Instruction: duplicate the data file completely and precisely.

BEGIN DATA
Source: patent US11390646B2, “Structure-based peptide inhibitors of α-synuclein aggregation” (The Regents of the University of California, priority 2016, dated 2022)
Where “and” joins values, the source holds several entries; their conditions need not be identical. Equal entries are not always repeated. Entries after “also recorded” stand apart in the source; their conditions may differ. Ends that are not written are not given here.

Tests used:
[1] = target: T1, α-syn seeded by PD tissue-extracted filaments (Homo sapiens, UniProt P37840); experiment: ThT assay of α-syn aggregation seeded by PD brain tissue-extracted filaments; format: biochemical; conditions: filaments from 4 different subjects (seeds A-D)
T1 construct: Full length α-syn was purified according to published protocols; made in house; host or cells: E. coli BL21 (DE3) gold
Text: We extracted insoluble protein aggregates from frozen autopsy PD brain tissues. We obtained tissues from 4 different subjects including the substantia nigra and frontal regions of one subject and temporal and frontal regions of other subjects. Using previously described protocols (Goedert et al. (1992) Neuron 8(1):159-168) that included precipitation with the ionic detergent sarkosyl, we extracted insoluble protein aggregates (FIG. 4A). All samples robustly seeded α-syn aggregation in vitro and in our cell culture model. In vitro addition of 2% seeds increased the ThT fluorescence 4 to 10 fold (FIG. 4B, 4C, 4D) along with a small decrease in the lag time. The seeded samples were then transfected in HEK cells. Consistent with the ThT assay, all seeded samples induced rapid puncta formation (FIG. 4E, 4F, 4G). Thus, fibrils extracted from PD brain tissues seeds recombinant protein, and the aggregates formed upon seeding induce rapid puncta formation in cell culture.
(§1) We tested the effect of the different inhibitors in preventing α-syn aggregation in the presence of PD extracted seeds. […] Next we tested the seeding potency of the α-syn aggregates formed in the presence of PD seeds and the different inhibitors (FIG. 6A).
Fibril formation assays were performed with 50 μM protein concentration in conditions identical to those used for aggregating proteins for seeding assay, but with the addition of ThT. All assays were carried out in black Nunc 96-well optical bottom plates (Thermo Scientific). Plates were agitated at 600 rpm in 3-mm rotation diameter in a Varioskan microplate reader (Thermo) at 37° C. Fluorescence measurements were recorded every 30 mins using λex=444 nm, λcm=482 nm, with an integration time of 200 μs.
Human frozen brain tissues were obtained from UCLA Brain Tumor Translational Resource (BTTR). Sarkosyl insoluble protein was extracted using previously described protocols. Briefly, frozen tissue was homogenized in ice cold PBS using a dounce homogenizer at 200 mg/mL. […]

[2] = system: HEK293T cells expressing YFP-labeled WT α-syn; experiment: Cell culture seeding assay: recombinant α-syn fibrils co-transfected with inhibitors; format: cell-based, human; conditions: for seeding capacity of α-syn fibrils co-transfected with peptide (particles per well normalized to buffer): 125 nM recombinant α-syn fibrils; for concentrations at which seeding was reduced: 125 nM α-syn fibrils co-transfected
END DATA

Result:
Source: patent US11390646B2, “Structure-based peptide inhibitors of α-synuclein aggregation” (The Regents of the University of California, priority 2016, dated 2022)
Where “and” joins values, the source holds several entries; their conditions need not be identical. Equal entries are not always repeated. Entries after “also recorded” stand apart in the source; their conditions may differ. Ends that are not written are not given here.

Tests used:
[1] = target: T1, α-syn seeded by PD tissue-extracted filaments (Homo sapiens, UniProt P37840); experiment: ThT assay of α-syn aggregation seeded by PD brain tissue-extracted filaments; format: biochemical; conditions: filaments from 4 different subjects (seeds A-D)
T1 construct: Full length α-syn was purified according to published protocols; made in house; host or cells: E. coli BL21 (DE3) gold
Text: We extracted insoluble protein aggregates from frozen autopsy PD brain tissues. We obtained tissues from 4 different subjects including the substantia nigra and frontal regions of one subject and temporal and frontal regions of other subjects. Using previously described protocols (Goedert et al. (1992) Neuron 8(1):159-168) that included precipitation with the ionic detergent sarkosyl, we extracted insoluble protein aggregates (FIG. 4A). All samples robustly seeded α-syn aggregation in vitro and in our cell culture model. In vitro addition of 2% seeds increased the ThT fluorescence 4 to 10 fold (FIG. 4B, 4C, 4D) along with a small decrease in the lag time. The seeded samples were then transfected in HEK cells. Consistent with the ThT assay, all seeded samples induced rapid puncta formation (FIG. 4E, 4F, 4G). Thus, fibrils extracted from PD brain tissues seeds recombinant protein, and the aggregates formed upon seeding induce rapid puncta formation in cell culture.
(§1) We tested the effect of the different inhibitors in preventing α-syn aggregation in the presence of PD extracted seeds. […] Next we tested the seeding potency of the α-syn aggregates formed in the presence of PD seeds and the different inhibitors (FIG. 6A).
Fibril formation assays were performed with 50 μM protein concentration in conditions identical to those used for aggregating proteins for seeding assay, but with the addition of ThT. All assays were carried out in black Nunc 96-well optical bottom plates (Thermo Scientific). Plates were agitated at 600 rpm in 3-mm rotation diameter in a Varioskan microplate reader (Thermo) at 37° C. Fluorescence measurements were recorded every 30 mins using λex=444 nm, λcm=482 nm, with an integration time of 200 μs.
Human frozen brain tissues were obtained from UCLA Brain Tumor Translational Resource (BTTR). Sarkosyl insoluble protein was extracted using previously described protocols. Briefly, frozen tissue was homogenized in ice cold PBS using a dounce homogenizer at 200 mg/mL. […]

[2] = system: HEK293T cells expressing YFP-labeled WT α-syn; experiment: Cell culture seeding assay: recombinant α-syn fibrils co-transfected with inhibitors; format: cell-based, human; conditions: for seeding capacity of α-syn fibrils co-transfected with peptide (particles per well normalized to buffer): 125 nM recombinant α-syn fibrils; for concentrations at which seeding was reduced: 125 nM α-syn fibrils co-transfected